With initial guidance from the PhenX steering committee regarding potential areas of inclusion to be considered, WG members completed their review and recommendations of measures and protocols for the Toolkit between September 2009 and February 2010. The initial list of possible measures underwent substantial discussion and revision over a period of approximately 4 months. These discussions took place during several conference calls and one in-person meeting involving WG members, steering committee members, NIH liaisons, National Human Genome Research Institute (NHGRI) staff, and PhenX staff. Further discussions took place via e-mail and on a web portal, providing a secure space for WG member interaction.
After defining the general scope of the PA/PF domains, a listing of possible measures was developed and discussed. From this broad list of measures, a target of no more than 25 measures with associated protocols was set for review by the PhenX steering committee and eventually submitted to the scientific community for their review and comment. The PA/PF WG was limited to selecting no more than 15 measures.
It was a requirement of the PhenX steering committee that a majority of protocols needed to have low subject and investigator burden and implementation costs consistent with data collection in large population studies. No more than two measures were to be considered high burden. The goal was to select high-quality and well-established protocols recommended by domain experts. Also, the protocols needed to have utility for investigators who are not PA/PF domain experts and be relevant for at least the next few years.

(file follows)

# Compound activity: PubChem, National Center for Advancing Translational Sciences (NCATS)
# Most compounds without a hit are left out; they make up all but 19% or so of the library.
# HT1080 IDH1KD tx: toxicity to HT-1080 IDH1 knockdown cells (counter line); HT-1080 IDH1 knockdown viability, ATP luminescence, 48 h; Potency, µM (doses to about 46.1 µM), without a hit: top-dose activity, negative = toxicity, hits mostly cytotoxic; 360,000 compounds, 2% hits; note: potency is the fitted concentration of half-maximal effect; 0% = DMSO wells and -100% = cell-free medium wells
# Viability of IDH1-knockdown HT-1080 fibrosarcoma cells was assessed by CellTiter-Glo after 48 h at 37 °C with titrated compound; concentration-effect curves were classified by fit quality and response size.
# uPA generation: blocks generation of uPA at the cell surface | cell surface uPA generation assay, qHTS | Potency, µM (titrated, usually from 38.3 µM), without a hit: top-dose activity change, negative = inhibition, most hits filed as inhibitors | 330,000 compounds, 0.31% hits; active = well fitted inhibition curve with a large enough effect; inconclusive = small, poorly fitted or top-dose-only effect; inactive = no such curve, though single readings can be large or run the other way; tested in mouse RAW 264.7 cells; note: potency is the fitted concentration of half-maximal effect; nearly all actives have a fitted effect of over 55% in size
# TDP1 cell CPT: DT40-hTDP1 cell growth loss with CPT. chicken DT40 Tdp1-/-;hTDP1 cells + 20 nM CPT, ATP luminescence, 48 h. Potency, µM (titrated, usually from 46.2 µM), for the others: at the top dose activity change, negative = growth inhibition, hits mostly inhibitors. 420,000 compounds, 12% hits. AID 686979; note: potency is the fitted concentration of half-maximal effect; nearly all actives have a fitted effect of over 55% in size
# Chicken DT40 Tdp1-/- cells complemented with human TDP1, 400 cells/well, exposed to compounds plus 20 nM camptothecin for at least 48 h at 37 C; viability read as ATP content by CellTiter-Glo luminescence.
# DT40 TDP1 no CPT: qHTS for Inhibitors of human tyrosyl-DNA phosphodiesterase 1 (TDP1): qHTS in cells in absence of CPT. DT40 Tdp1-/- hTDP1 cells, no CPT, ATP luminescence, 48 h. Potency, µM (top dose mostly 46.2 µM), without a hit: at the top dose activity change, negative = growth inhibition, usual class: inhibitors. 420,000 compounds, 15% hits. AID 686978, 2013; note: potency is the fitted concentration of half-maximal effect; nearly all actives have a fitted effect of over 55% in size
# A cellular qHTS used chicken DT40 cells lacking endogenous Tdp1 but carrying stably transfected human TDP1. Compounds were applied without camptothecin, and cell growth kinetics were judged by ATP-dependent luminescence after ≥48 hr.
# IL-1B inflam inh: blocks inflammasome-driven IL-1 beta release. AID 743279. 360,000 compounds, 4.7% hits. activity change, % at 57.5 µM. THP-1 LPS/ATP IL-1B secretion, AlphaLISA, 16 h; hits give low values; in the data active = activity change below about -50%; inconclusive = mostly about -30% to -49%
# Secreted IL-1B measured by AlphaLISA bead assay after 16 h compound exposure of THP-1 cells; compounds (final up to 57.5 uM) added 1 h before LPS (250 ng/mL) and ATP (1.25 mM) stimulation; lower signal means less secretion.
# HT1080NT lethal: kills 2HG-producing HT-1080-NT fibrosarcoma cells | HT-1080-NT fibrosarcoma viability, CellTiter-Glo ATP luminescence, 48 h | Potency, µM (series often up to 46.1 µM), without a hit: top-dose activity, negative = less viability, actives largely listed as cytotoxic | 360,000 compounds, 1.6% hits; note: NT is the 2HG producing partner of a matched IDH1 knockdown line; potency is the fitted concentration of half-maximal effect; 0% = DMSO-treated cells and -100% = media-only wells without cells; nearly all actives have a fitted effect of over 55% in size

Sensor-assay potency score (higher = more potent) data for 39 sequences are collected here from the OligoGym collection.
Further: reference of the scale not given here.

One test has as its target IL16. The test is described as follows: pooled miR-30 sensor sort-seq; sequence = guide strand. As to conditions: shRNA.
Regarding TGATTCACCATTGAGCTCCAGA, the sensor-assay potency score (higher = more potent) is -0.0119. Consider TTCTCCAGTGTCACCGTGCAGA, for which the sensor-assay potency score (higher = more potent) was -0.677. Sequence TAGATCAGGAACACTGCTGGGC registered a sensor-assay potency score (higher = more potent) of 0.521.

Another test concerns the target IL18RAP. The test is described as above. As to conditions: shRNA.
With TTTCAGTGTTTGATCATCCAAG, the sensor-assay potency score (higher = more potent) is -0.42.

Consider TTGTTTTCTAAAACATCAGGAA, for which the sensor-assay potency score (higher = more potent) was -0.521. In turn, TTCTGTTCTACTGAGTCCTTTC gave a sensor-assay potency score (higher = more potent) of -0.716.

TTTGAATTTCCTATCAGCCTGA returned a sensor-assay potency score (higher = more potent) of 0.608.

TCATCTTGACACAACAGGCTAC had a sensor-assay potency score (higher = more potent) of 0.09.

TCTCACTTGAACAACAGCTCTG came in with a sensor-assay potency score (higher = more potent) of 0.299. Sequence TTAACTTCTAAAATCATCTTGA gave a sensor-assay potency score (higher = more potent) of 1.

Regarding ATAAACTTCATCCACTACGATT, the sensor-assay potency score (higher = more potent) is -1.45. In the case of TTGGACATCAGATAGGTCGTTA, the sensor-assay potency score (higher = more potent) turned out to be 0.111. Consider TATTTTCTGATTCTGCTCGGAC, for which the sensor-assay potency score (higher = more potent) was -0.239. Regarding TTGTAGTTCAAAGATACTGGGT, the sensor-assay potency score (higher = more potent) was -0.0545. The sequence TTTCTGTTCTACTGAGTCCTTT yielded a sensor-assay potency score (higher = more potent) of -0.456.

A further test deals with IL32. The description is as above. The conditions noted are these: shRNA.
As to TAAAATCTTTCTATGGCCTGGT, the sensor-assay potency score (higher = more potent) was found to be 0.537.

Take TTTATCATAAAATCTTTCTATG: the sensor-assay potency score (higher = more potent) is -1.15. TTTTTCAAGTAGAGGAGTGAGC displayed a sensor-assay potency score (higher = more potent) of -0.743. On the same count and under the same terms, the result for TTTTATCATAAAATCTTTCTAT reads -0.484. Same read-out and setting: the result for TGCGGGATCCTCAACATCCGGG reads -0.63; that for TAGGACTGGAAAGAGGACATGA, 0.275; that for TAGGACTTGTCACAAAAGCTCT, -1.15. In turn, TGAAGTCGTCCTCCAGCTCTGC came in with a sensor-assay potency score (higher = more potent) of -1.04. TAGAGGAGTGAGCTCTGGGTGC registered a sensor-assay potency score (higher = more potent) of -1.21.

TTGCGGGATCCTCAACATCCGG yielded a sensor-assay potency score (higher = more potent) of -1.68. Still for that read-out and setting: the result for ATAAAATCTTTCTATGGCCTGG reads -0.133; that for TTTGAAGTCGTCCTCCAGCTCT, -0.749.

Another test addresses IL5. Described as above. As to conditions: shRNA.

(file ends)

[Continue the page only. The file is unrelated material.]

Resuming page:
During the initial WG deliberations, extended discussions were held regarding which PA/PF measures should be included in the Toolkit. Priority was given to measures demonstrated to be related to major health outcomes and for which well-established protocols could be identified. Protocols needed to be in the public domain or available at a low cost from the source and include implementation instructions published in sufficient detail that replication was possible. Several measures were considered as desirable for the Toolkit, but existing protocols did not meet selection criteria, especially the need for broad validation, demonstrated utility, or reproducibility in the target population. As a result, the WG carefully examined the strengths and limitations of the protocols proposed for each measure, with particular emphasis on those such as lifetime physical activity for adults and older adults, and any PA/PF measure for young children (aged <6 years).
It was decided that both PA objective measurement protocols and self-report protocols be included. The WG agreed to refer to measures using devices such as accelerometers or heart rate monitors as “objective” because of the common use of this term in the PA/PF literature. The WG also agreed that “objective” does not automatically mean better than “subjective” self-report measures: the information obtained is simply different. Also, for some PA/PF measures, separate protocols would be included for youth, adults, and older adults.
Physical fitness measures selected by the WG included cardiorespiratory fitness (three protocols—laboratory, field, and nontest estimate); integrated fitness; muscle strength; and physical functioning (objective and subjective protocols). For physical activity measures, the WG selected total physical activity (three protocols—screener, comprehensive, objective); walking/ambulation (objective); and sitting/sedentary (self-report). Protocols also were included for measures of physical activity self-efficacy; neighborhood environments (as a determinant of physical activity behavior); and physical activity readiness (safety screening questionnaire). Measures and protocols were selected by the WG based on a consensus process.
Although the recommendations for PA/PF measures and protocols were made by the WG, from early in the process, outreach to and consensus gathering from numerous experts in the field took place. Individual WG members made contact primarily through e-mail with scientists who had substantial experience developing or implementing various protocols for evaluating a specific measure. In some cases, these scientists directed WG members to useful documents, especially regarding the nature of protocol reliability and specifics of protocol implementation.